More than anything, religion is the single greatest barrier to a relationship. More than race. More than political viewpoint. More than Boston/New York rivalries. If you want to test or even destroy a relationship talk about religion. Many people won’t marry or date someone with different religious views. They don’t have close friends, or not more than a few, who don’t agree on at general religious views (god, Jesus, homosexuality, etc). Even within religious denominations there are barriers between groups with conservative versus liberal stances to doctrine. The widely held view of non-religious is that the purpose of religion is to indoctrinate those who currently do not believe the way you do. Are they wrong?
Think for a moment. Do you have a friend or relative whom you no longer see or interact with because religion has come between you? As your faith or theirs changed you slowly lost interest in spending time together. A new group that shared similar ideologies started taking up more time and now you can’t remember when the last time you “hung out” was. You can’t really point to a specific moment, but you kind of know why it ended.
It really makes me sad to think that something with the intent of making life better, has been something that has made so many relationships worse. Just from my own personal life I’ve witnessed it first hand.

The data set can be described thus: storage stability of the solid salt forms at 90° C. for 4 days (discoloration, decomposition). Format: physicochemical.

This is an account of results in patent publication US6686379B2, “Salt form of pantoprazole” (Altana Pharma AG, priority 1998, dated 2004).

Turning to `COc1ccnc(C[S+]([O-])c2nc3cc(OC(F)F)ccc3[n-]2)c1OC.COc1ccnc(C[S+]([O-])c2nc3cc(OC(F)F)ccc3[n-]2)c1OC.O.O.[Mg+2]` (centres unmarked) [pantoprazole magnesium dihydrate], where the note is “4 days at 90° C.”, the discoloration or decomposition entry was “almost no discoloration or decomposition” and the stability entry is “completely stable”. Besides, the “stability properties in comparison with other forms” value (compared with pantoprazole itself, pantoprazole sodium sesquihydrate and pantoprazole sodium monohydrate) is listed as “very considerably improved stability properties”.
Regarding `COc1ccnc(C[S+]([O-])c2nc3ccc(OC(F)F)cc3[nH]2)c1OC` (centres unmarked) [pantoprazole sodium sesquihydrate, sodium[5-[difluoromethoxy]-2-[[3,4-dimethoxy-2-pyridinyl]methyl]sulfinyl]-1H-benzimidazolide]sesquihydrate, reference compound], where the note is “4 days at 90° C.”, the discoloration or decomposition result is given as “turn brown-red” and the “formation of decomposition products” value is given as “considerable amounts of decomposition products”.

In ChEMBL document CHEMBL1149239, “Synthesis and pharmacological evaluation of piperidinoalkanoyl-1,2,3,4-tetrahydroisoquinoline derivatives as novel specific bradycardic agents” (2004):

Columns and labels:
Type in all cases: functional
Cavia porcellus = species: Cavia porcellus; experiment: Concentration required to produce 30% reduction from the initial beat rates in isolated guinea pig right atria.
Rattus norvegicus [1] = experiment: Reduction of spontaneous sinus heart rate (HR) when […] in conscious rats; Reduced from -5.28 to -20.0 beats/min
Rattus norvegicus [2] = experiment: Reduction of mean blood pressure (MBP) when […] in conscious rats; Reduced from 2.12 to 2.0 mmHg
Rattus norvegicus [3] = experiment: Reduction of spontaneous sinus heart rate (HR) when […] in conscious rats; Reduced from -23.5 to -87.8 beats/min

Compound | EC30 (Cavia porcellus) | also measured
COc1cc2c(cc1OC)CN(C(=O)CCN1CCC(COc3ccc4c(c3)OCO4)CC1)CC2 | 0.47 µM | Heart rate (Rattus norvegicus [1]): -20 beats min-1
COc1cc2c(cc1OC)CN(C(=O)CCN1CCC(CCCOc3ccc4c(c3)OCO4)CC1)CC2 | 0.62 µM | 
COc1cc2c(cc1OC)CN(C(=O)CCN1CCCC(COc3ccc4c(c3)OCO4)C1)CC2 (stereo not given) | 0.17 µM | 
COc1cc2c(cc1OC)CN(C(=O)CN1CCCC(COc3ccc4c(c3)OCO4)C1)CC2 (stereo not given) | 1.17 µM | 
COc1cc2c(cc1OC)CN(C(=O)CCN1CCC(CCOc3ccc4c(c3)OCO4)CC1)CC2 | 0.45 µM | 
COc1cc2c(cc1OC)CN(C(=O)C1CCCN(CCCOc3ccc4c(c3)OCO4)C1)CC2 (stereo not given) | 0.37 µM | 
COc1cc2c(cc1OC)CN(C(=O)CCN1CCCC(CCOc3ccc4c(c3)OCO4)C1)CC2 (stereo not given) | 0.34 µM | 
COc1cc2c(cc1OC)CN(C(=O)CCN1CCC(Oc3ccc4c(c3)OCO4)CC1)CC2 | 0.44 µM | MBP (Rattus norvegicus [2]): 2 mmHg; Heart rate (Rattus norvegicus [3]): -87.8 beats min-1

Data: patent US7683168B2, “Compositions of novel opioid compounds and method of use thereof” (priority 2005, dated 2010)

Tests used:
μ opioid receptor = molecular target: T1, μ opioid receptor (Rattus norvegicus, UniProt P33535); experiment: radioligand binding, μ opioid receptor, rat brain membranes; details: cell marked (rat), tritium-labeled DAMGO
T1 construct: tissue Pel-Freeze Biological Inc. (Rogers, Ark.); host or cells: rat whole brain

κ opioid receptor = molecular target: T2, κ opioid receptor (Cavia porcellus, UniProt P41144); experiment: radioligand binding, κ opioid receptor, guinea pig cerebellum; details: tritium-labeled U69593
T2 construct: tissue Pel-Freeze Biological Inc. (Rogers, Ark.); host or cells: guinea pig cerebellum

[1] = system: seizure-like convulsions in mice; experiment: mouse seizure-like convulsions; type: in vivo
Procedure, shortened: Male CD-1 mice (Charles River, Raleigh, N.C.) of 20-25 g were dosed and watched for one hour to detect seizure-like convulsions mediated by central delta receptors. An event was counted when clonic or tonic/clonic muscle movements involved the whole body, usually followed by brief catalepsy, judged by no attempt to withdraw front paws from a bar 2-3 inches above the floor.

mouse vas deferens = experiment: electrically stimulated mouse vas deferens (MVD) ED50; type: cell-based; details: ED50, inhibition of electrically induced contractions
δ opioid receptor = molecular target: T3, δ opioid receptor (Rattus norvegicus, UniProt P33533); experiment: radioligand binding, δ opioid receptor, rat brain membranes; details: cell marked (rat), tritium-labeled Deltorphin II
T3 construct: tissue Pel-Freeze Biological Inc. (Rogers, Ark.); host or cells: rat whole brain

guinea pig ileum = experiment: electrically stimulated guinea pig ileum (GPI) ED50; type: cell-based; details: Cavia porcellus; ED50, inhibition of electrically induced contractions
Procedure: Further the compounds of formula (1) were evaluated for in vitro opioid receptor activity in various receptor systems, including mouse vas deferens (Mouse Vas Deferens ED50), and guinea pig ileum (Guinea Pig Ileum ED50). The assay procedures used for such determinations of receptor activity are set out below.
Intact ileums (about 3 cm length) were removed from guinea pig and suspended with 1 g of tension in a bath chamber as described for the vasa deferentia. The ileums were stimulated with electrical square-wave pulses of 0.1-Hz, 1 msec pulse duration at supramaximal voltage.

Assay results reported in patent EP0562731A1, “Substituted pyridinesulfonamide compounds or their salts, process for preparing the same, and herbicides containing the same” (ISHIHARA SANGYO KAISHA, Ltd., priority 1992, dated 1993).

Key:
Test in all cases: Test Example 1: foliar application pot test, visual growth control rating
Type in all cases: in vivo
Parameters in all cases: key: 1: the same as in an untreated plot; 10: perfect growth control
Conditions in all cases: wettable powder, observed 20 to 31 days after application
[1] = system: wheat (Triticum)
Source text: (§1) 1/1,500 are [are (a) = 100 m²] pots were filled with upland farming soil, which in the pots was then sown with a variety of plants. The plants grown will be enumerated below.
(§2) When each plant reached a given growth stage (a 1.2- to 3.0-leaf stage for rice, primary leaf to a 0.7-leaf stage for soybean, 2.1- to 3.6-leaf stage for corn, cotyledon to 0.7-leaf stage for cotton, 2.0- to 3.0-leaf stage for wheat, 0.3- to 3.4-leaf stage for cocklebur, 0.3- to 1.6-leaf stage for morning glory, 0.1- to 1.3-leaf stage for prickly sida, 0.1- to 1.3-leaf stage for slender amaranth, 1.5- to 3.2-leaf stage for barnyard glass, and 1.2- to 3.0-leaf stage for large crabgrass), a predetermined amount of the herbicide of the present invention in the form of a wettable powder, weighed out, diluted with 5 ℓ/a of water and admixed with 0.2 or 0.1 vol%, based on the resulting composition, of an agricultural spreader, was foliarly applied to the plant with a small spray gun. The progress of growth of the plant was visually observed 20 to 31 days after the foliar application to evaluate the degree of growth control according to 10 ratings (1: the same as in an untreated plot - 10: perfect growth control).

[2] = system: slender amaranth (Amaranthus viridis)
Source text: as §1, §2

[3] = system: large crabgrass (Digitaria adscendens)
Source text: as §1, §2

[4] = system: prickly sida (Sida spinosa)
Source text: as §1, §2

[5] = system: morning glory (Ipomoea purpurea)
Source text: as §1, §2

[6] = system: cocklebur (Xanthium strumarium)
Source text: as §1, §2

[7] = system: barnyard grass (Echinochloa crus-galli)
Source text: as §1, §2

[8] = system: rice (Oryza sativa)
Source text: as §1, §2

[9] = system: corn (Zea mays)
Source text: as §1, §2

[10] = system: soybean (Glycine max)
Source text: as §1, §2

- One side of my family has 10 siblings, all raised together in an active Christian family. For many reasons as they’ve grown up only a few are still active within the church. And the rest don’t discuss it and some even prefer not to associate with family functions because of the dominance of the religious matriarchy.
- Another side of my family grew up having lunch after church together every week. As the kids and grand kids grow up, one of the cousins comes out of the closet as gay. He soon quits coming to family functions altogether to avoid the awkwardness.
- Sitting with co-workers chatting at lunch. Everyone is religious, but from different belief systems and denominations. A simple discussion about families inadvertently drifts to beliefs about the afterlife and state of the dead. Feelings get hurt. The rest of the week conversations remain very superficial to avoid the tension.
I have a personal set of beliefs. I’m willing to share them. But I don’t believe that my beliefs should be held by someone else. My beliefs are personal. Developed over a lifetime of experiences, learning, and observation. They are growing and changing. I’m not willing to sit down with anyone and start debating religion anymore than I’m willing to debate politics. I value people and my relationships with them far more than I want to convince them of my personal doctrine.
Too many people want to have the conversation to tell you all about themselves and try to convince you why you should be like them. I don’t. I want to hear what you believe and why you believe it. I’m willing to answer questions about what I believe and why I believe it. I love to debate the merits of my belief system or yours. But it’s not personal. If we can’t walk away at the end of the discussion with the same relationship or better than when we started, I don’t wish to have the conversation.
I don’t know if this makes me a good Christian or a bad one. But I believe that Christianity is about relationships and I don’t want my religion to be a barrier to my relationships. I want the people I know to understand I love them, appreciate them, and accept them in spite of the differences in our opinions. Because I can impact more lives through positive relationships than I’ll ever do by beating them over the head with doctrine.